Hypersensitivity pneumonitis and alpha-chemokines
Hypersensitivity pneumonitis (HP) is categorized as a Type-1 helper (Th1) disease. The resulting granuloma formation is dependent on T cells and the Th1 cytokine interferon (IFN)-γ. In experimental setting, the production of IFN-γ-induced protein 10 (IP-10), monokine induced by IFN-γ (MIG), IFN-inducible T-cell-alpha chemoattractant (I-TAC), has been shown (in mice exposed to the particulate antigens that cause HP) during the development of HP. The production of these chemokines was associated with an influx of chemokine (C-X-C motif) receptor (CXCR)3 CXCR3(+)/CD4(+) T cells into lungs.
This suggests that IFN-γ mediates the recruitment of CXCR3(+)/CD4(+) T cells into the lung via the production of IP-10, MIG, and I-TAC, resulting in granuloma formation. In humans it has been shown that lymphocytes infiltrating lung biopsies are CD8 T cells for CXCR3. Furthermore, the T cells accumulating in the bronchoalveolar lavage (BAL) of HP were CXCR3(+)/IFN-γ(+) type 1 CD8(+) T cells (Tc1) exhibiting a strong in vitro migratory capability in response to IP-10. Alveolar macrophages express and secrete, in response to IFN-γ, high levels of IP-10, capable of inducing chemotaxis of the CXCR3(+) T-cell line. High levels of CXCR3 ligands were shown in the fluid of the BAL in HP patients.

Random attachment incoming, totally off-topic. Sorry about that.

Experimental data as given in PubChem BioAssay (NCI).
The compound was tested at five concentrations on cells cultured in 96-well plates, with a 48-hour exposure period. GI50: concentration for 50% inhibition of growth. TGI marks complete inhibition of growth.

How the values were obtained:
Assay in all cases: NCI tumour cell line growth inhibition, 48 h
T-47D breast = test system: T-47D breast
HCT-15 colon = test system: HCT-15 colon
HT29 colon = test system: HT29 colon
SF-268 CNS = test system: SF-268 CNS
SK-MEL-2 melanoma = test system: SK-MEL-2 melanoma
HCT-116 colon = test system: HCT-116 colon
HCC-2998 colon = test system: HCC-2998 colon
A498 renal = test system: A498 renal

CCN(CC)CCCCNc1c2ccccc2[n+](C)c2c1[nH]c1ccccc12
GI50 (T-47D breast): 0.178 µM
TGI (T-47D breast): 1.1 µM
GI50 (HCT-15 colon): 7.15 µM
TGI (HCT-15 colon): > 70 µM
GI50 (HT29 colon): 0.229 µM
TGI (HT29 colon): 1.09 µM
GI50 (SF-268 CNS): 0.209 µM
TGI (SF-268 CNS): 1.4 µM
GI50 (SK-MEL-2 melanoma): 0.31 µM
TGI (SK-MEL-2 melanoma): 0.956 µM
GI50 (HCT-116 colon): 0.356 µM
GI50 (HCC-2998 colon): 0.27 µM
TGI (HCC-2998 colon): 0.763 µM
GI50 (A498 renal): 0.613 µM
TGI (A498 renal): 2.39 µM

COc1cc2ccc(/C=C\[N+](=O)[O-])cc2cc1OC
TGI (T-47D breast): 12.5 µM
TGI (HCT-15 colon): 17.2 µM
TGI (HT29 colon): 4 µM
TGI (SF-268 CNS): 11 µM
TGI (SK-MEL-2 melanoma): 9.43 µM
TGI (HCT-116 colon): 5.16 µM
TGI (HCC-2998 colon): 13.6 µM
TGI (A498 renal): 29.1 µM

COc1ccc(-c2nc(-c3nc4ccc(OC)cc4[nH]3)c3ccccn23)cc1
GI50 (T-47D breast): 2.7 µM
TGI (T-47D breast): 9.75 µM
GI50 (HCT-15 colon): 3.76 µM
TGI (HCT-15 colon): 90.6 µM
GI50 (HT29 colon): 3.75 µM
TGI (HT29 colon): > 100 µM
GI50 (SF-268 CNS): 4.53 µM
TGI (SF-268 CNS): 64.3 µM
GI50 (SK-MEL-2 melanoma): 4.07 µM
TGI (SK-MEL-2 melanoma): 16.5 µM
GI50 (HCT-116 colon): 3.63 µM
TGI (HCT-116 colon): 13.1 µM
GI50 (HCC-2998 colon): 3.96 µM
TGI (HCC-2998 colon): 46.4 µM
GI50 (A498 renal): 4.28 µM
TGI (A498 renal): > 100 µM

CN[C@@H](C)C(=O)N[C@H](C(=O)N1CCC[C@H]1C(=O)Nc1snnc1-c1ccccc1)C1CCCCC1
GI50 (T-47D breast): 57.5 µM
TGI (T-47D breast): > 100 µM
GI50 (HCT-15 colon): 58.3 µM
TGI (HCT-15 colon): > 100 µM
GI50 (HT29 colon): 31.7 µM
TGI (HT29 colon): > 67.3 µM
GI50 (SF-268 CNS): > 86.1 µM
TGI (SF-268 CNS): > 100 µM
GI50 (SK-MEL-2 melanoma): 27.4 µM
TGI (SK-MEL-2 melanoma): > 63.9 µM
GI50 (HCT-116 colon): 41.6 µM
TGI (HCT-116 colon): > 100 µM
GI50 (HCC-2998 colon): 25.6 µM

These data confirm that IFN-γ mediates the recruitment of lymphocytes into the lung via production of IP-10, resulting in Tc1-cell alveolitis and granuloma formation. It has been suggested that differences in the expression of CXC chemokines and Th1 cytokines may contribute to different immunopathogenesis, clinical course and responsiveness to treatment of HP